On 10/5/07, Daniel L. Rall <email@example.com> wrote:
> On Thu, 04 Oct 2007, David Glasser wrote:
> > > Maybe I am wrong, but I thought with 1.4, even something like status
> > > updated the WC.
> > Nope; just tested.
> Hmm, then why all the noise about third-party clients, especially those
> integrated into GUI shells (e.g. TortoiseSVN and SCPlugin), automatically
> upgrading your WC while browsing your local file system?
My guess is my memory exaggerated the problem. I remember managing
the problem for a while when I still needed to use an old Subclipse
version that was using 1.3. I just stayed away from those WC's with
TortoiseSVN and I was OK. I suspect you need to do something like
update that really touches the WC.
We were discussing this ... yet again ... on IRC and I backed down a
bit and offered a compromise. Here it is...please comment.
1) The 1.5 client will automatically update the WC following whatever
technique we did in 1.4.
2) We will create some kind of utility to downgrade a WC back to 1.4.
This utility could have some checks warnings if dataloss would occur.
For example, I think if the WC has "shallow directories" it probably
ought to not downgrade it at all. If it has changelists it should
probably issue a warning and tell you to re-run with a --force option
3) There is an obvious desire to do this with the bindings. Given
that Windows users are our main target I'd greatly prefer a native
solution. I do not care if it is a separate .exe or an option on a
subcommand, but it would be better if this was in the libraries. This
would also make it easier for TortoiseSVN to have an option to
downgrade you and if we punched it through to JavaHL, then Subclipse
could do it as well. Of course there are lots of other tools that use
If you can make a .exe that hides the fact that it is Python and the
bindings then I can live with that. It cannot be really complicated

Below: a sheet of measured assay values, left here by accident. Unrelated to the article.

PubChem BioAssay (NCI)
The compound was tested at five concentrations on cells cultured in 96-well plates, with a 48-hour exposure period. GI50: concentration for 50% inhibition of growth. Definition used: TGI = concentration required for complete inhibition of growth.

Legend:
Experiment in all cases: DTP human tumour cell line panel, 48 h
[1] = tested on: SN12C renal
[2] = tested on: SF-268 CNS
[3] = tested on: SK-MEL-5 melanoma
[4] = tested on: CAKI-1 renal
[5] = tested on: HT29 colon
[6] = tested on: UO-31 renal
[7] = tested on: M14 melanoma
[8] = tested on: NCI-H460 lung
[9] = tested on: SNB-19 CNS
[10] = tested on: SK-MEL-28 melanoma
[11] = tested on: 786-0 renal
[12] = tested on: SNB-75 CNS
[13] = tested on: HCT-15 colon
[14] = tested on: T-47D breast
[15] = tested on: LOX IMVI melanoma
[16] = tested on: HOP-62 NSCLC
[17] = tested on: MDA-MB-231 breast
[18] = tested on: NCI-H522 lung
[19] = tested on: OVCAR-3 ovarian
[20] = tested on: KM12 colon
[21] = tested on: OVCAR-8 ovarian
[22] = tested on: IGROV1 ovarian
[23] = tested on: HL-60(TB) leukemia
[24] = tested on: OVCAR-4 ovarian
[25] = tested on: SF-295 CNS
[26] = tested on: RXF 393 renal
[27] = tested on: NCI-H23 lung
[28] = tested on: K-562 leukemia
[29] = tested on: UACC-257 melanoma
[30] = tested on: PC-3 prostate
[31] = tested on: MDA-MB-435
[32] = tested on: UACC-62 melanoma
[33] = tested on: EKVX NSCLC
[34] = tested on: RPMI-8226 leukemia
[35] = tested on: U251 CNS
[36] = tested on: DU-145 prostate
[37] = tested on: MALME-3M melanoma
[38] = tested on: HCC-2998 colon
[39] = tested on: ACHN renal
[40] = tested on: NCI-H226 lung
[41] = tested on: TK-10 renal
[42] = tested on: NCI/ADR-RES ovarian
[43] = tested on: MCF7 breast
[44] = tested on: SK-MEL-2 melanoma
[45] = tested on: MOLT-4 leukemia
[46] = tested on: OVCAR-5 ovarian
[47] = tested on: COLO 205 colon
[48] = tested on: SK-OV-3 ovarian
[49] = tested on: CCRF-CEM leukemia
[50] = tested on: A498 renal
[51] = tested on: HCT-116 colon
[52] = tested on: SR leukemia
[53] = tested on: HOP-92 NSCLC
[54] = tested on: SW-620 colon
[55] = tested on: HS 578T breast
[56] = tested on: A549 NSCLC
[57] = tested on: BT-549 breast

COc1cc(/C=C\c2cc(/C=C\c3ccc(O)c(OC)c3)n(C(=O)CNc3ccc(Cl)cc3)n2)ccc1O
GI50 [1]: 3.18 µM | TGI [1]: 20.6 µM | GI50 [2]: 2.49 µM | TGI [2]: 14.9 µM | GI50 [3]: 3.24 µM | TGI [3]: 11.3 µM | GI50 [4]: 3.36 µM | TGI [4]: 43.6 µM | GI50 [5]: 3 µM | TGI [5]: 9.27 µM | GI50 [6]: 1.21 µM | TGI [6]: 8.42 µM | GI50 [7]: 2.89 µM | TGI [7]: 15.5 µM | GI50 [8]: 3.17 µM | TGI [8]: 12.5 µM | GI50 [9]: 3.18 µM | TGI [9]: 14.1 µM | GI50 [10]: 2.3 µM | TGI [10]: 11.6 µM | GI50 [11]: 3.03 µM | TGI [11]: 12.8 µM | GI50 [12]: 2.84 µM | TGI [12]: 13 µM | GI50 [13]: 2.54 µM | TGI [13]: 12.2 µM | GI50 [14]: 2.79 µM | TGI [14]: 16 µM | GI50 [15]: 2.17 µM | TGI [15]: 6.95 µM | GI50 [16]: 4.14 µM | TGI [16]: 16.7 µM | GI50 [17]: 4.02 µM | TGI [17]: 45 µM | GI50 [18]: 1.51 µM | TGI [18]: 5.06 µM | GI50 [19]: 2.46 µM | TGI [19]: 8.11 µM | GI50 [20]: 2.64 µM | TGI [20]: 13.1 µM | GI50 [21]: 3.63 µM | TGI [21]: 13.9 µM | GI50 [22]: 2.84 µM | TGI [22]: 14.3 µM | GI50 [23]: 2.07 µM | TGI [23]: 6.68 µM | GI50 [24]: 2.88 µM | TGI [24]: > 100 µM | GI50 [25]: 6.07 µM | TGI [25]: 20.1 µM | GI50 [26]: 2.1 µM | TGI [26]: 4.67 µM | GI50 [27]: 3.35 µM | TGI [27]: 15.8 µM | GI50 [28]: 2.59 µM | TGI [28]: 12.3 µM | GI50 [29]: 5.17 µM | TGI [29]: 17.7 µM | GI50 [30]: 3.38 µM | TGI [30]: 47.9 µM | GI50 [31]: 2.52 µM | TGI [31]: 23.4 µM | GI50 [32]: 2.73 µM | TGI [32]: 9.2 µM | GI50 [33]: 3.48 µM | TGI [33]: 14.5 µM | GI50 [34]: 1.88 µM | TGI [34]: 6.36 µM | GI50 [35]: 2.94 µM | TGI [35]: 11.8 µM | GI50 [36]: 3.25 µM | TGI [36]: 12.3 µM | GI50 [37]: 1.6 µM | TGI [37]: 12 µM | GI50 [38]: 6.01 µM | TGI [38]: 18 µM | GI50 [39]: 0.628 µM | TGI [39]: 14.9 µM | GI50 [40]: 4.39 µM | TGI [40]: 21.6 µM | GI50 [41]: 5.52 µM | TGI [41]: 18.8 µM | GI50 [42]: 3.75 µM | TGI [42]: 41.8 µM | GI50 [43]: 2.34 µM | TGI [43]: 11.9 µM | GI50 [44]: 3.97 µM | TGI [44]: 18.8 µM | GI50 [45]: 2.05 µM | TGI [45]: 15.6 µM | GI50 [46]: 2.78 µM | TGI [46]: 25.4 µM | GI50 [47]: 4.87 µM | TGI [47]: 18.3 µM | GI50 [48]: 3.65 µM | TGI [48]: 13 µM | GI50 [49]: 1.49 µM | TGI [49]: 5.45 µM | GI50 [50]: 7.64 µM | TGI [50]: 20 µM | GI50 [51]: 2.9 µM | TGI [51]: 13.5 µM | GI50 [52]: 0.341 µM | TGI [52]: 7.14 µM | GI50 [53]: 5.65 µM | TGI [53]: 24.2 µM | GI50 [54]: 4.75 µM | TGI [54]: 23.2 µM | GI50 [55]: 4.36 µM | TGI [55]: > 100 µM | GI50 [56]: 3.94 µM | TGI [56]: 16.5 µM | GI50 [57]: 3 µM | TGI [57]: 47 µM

to install though and the libraries would be better.
This solution was briefly discussed when we went from 1.3 to 1.4 but
the WC formats were do drastically different it would have been a lot
harder to do. I think this is a fair compromise.
BTW, here is the use case I care about ... I think this is common.
User is stuck using an older IDE with an older SVN integration. For
example, there are a lot of Eclipse 3.0-based tools out there from IBM
and other vendors. Users get stuck on these tools because of the
proprietary tie-ins to their application and/or database servers.
This user is using Subclipse 1.0.x which includes SVN 1.4 libraries.
User also uses TortoiseSVN and happily upgrades when he sees 1.5 release is out.
User plays around with TortoiseSVN features in their working copy.
Unbeknownst to them, they do something that bumps the format of the
Users goes back to Eclipse to do something, and suddenly they get
weird behavior and error messages.
This happened all the time with 1.3 to 1.4 upgrade and users were
forced to choose a tool and likely had to checkout projects all over
again. Some of these users probably lost work because they did not
think to use TortoiseSVN to commit changes before they did this.
With a tool like the one proposed they could put their WC back to 1.4
format and then just be more careful with how they use TortoiseSVN.
By the way, most of us are aware of how painful the 1.3 to 1.4 format
bump was on our user base. 1.4 was released in September 2006. Take
a look at this chart of the adoption of Subversion since 1.4 was
That is an explosion in usage in the last 12 months. This means that
this bump is going to be that much worse than it was last time. We
need to do every extra thing we can to help users deal with this.
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Received on Sat Oct 6 01:47:51 2007